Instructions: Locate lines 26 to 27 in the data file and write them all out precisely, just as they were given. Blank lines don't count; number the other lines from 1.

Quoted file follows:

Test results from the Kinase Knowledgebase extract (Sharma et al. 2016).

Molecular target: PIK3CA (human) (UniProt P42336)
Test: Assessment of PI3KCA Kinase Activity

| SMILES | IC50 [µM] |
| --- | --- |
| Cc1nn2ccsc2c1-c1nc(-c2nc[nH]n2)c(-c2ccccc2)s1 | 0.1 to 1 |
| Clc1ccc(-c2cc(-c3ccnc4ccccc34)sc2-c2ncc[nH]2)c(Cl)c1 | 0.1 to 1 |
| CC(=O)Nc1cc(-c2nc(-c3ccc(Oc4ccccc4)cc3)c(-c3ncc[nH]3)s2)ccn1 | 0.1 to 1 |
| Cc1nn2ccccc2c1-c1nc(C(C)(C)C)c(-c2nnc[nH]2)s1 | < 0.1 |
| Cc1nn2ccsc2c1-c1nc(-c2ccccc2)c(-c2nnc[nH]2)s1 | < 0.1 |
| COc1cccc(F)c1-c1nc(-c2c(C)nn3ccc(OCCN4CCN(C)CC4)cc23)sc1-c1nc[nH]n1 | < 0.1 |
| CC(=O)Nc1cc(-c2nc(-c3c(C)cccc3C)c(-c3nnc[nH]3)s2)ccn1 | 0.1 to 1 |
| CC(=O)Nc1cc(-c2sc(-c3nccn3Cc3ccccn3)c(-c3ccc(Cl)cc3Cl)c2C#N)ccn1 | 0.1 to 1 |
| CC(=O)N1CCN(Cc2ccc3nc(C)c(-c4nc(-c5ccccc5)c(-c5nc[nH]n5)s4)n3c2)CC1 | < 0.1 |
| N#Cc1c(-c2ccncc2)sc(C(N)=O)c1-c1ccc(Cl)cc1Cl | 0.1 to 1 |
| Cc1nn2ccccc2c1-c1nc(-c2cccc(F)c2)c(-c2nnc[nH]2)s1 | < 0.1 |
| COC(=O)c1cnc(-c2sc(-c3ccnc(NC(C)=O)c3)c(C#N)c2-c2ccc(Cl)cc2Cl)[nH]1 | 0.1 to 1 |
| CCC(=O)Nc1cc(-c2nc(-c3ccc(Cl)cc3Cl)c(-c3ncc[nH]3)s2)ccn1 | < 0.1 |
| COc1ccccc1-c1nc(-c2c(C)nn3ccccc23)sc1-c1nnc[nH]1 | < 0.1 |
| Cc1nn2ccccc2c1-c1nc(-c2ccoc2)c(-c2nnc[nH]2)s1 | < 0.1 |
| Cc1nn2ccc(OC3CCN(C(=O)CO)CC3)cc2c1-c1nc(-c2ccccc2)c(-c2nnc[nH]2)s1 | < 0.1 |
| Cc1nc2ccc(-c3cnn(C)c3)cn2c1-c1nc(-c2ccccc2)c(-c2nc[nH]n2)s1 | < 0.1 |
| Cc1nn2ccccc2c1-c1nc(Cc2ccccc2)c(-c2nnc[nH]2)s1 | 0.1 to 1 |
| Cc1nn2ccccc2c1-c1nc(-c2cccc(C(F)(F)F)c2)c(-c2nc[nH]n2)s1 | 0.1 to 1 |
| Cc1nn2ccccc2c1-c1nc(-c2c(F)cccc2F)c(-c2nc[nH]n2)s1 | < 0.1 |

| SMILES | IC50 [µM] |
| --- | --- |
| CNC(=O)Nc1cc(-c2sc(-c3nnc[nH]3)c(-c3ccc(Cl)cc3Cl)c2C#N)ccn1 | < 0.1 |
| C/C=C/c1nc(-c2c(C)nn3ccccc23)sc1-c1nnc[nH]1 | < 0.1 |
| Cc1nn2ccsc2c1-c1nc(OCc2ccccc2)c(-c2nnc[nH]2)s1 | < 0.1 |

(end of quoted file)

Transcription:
| SMILES | IC50 [µM] |
| --- | --- |